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12 September 2019 | Story Valentino Ndaba | Photo Charl Devenish
Arbor tree plant
To celebrate National Arbor Week the University of the Free State has embarked on a drive to plant 150 trees during the month of September

If you’ve wondered whether Arbor Month was important, you only have to look at the destruction and long-term damage that deforestation causes to the environment and the world’s inhabitants. To observe National Arbor Month, the University of the Free State’s has (UFS) kick-started a drive to plant 150 trees during the month of September.

To launch this initiative, the Rector and Vice-Chancellor, Prof Francis Petersen, alongside members of the rectorate, assisted the University Estates team in planting the first 10 of 100 trees at the Bloemfontein Campus on Wednesday 4 September 2019. A total of 50 trees will be planted on the Qwaqwa Campus.

Towards a sustainable future

“We have gone through periods of drought in the Free State that have severely impacted not only the plants but the trees on our campuses. The idea is to emphasise sustainability, and as a university, we believe that sustainability is important. As an education institution, we have to look at the generations that are still to come to our campuses,” said Prof Petersen.

He urged the Kovsie community to ensure that all practices across the campuses are linked to global standards of sustainability. “As we develop over the next couple of months and years, we will get much closer alignment between what we are doing as a university and the Sustainable Development Goals.

Drought-resistant man-made forests

Clusters of mini forests across the campuses will be created with a variety of trees including the karee, white karee, white stinkwood, and wild olive. These indigenous trees can adapt well to different soils including those that are poorly drained.

Celebrating Arbor Week

This year’s campaign was held under the theme Forests and Sustainable Cities. As part of the celebration, University Estates made a commitment to the environment by embarking on the green initiative which includes other project such as the upgrade of Red Square on the Bloemfontein Campus.

News Archive

Geology researcher wins international photographic contest
2017-06-02

Description: Dr Elizaveta Kovaleva Tags: Dr Elizaveta Kovaleva

In this winning photo, “Movement of the ancient sand”,
Dr Matthew Huber, postdoctoral research fellow in the
Department of Geology at UFS, is scaling an outcrop
of sandstone (former sand dunes) in the Zion National
Park in the US.
Photo: Dr Elizaveta Kovaleva


Dr Elizaveta Kovaleva and Dr Matthew Huber, postdoctoral research fellows in the Department of Geology at the University of the Free State (UFS), attended the European Geosciences Union (EGU) General Assembly in Vienna, Austria in April 2017, where Dr Kovaleva was declared a winner of the EGU photo contest with a photograph entitled “Movement of the ancient sand”.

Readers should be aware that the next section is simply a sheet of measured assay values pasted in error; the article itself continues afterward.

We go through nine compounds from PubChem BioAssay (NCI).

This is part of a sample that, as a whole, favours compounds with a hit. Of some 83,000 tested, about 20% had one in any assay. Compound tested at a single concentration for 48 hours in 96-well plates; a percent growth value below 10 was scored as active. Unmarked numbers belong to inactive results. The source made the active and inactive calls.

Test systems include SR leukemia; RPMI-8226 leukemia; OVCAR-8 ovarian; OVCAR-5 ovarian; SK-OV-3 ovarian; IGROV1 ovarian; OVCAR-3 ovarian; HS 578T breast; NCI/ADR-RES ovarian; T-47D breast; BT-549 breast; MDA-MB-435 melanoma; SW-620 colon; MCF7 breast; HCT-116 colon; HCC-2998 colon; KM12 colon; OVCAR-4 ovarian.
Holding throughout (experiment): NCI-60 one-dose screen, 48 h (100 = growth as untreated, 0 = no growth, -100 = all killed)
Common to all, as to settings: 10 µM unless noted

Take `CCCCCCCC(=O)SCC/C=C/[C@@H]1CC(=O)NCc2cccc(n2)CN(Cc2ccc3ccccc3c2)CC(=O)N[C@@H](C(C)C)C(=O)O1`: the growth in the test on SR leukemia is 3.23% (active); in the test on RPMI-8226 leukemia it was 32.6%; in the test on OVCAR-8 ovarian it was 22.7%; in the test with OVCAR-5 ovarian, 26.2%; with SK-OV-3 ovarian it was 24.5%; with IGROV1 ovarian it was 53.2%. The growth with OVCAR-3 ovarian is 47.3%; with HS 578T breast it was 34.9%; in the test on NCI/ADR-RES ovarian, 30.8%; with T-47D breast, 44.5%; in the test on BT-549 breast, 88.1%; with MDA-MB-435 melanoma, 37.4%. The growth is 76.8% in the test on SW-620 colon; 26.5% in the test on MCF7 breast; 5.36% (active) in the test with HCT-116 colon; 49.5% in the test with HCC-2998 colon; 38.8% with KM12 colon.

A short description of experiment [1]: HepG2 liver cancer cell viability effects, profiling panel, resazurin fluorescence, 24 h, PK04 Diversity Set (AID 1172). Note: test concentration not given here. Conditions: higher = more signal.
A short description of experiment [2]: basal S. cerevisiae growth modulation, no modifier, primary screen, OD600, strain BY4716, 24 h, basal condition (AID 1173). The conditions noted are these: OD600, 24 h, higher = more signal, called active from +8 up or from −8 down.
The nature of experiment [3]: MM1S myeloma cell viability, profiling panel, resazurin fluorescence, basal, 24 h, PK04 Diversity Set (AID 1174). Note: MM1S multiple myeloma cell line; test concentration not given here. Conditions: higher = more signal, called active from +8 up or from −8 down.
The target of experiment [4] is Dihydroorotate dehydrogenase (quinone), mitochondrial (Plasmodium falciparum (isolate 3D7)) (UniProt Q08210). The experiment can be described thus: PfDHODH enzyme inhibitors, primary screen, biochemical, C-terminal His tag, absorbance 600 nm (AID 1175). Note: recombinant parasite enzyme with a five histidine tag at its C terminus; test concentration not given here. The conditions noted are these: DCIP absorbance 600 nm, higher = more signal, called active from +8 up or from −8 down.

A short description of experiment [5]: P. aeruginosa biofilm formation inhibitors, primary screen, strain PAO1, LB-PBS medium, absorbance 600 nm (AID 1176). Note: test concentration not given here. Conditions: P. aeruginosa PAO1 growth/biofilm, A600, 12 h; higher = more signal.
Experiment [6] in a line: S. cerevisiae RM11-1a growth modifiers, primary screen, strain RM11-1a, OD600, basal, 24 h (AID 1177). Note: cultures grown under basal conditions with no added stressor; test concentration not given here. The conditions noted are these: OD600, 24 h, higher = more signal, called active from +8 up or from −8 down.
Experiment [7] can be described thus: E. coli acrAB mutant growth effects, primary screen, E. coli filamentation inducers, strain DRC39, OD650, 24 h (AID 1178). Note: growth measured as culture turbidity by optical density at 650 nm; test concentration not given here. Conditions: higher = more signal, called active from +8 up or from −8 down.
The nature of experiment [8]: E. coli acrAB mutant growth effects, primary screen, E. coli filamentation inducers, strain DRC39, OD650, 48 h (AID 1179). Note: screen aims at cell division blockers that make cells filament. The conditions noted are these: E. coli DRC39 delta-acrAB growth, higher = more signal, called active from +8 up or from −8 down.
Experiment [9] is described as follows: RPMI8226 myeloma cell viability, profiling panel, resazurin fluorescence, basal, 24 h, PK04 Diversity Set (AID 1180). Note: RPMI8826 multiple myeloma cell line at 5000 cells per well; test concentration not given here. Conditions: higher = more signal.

Submitting the winning photo
Each participant could submit up to three photos to participate in the contest before the conference. From all the photographs 10 were selected and displayed for the entire week at the assembly so participants could vote for their three favourite photos. At the end of the week three winners were selected. The prize winners received a free EGU book of their choice, free registration for next year’s EGU and an option to judge the photo competition next year. The photos will be printed on postcards next year, so all participants can send them wherever they want around the globe.

“The picture was taken in the Zion National Park in the US. Myself and Dr Huber were travelling around the western states, visiting national parks. The person in the picture is Dr Huber,” said Dr Kovaleva.

Dr Kovaleva was also invited to participate - as a recently published author - in a workshop, called: ”Publishing in EGU journals: Solid Earth and Earth Surface Dynamics – Meet the Editors”.

At the assembly, Dr Kovaleva attended sessions on Tectonics and Structural Geology as well as on Geochemistry, Mineralogy, Petrology and Volcanology. These sessions were especially interesting in the scope of her research and are directly related to it. “I am a metamorphic petrologist, and with my PhD, I essentially studied microstructures. At the moment, I am studying the Vredefort impact crater, which has experienced both metamorphism and deformation,” she said.

“The winning photos will be printed on postcards,
so all participants can send them wherever they
want around the globe”.

Building scientific connections
For both researchers, the assembly was an opportunity to meet former colleagues and professors from universities all over the world and shake hands with authors whose papers and work they were familiar with, but had never met in person.

“EGU is a perfect opportunity to build scientific connections and relationships, advertise your research and start new collaborations and projects,” said Dr Kovaleva.

The EGU General Assembly 2017 was a great success, with 4 849 oral, 11 312 poster, and 1 238 PICO presentations. Some 649 unique scientific sessions, together with 88 short courses and 322 side events, created an interesting programme. At the conference 14 496 scientists from 107 countries participated, of whom 53% were under the age of 35. Thirty one were from South Africa.

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